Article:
Vietnam-US-China triangle solidified after Trump, Xi visits
After attending the APEC (Asia-Pacific Economic Cooperation) leaders’ meeting in Da Nang, Vietnam, both Donald Trump and Xi Jinping flew to Hanoi for state visits, on November 11-12 and November 12-13 respectively.
Vietnam was the first Southeast Asian country visited by Trump since his election as US president last November and the first foreign nation visited by Xi since his re-election as general secretary of the ruling Communist Party of China last month.
As both the US and China are among Vietnam’s most important trading partners, any change in policy by Washington or Beijing vis-à-vis Hanoi often significantly affects not only the latter’s foreign policy but also its stance vis-à-vis the other.
For instance, China’s placement of a giant oil rig, HD-981, in Vietnam’s exclusive economic zone in 2014 marked a turning point in Hanoi’s external relations, as after that incident it sought to forge closer and stronger ties with other countries, notably the US.
Over the past few years, Vietnamese leaders have sought to balance ties with Washington and Beijing, which is why they officially invited both Trump and Xi to come to Hanoi for state visits after the APEC summit.
After these two high-profile visits, while Vietnam’s cooperation with the US and its giant neighbor was somewhat enhanced, there were not any major breakthroughs in the Vietnam-US-China triangle that showed Hanoi visibly edging closer to either of the world’s two superpowers.
Just as when Vietnamese Prime Minister Nguyen Xuan Phuc made a trip to Washington in May, Vietnam and the US continued to strengthen and expand their current comprehensive partnership, rather than elevate it to a higher level, that is, to a strategic partnership.
In Hanoi’s diplomatic lexis, the “comprehensive partnership” agreed with the US in 2013 is terminologically the lowest level of partnership Vietnam has established with its major partners. It ranks far behind its “strategic partnerships” with countries such as the United Kingdom and Spain, “strategic cooperative partnership” with South Korea, “extensive strategic partnership” with Japan and “comprehensive strategic partnerships” with Russia and India.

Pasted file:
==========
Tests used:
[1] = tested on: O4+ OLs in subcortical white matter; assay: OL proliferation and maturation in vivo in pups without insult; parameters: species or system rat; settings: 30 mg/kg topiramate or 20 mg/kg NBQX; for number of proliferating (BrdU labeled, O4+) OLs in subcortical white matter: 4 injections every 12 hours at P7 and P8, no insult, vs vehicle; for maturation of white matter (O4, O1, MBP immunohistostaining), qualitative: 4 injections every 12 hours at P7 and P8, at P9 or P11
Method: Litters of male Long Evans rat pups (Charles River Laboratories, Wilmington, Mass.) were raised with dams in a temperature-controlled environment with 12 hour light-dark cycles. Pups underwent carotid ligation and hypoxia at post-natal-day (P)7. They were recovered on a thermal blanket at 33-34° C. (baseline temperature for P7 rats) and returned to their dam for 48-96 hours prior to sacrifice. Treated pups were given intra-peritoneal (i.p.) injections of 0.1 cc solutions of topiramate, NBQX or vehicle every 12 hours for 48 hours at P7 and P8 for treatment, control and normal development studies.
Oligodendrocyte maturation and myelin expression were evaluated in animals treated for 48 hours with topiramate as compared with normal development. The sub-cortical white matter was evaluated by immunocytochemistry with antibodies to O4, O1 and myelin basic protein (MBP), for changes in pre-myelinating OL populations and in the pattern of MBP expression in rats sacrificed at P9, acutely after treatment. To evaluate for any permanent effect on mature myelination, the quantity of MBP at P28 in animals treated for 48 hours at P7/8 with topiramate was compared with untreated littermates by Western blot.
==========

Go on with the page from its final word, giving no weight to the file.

In substance, however, Vietnam’s present partnership with its former wartime enemy is far more strategic, cooperative, extensive and comprehensive than those partnerships. Economically, politically and strategically, it is probably on a par with Vietnam’s “comprehensive strategic cooperative partnership” – the highest level – with China, its giant neighbor.
Still, formally upgrading ties to a strategic level would mark a milestone in Vietnam-US relations.
Concretely, though Trump nixed the Trans-Pacific Partnership, a huge multilateral trade deal of which both the US and Vietnam were part, and has strongly called for bilateral deals, there were no signs that Washington and Hanoi would soon open negotiations for a bilateral trade agreement.
Instead, the two sides decided to expand their bilateral trade and investment relationship through existing formal mechanisms, including the Trade and Investment Framework Agreement signed in 2007.
On defense, security, intelligence cooperation and other key bilateral and regional issues, the two sides pledged to commit to – or in some cases, to enhance – what had been agreed.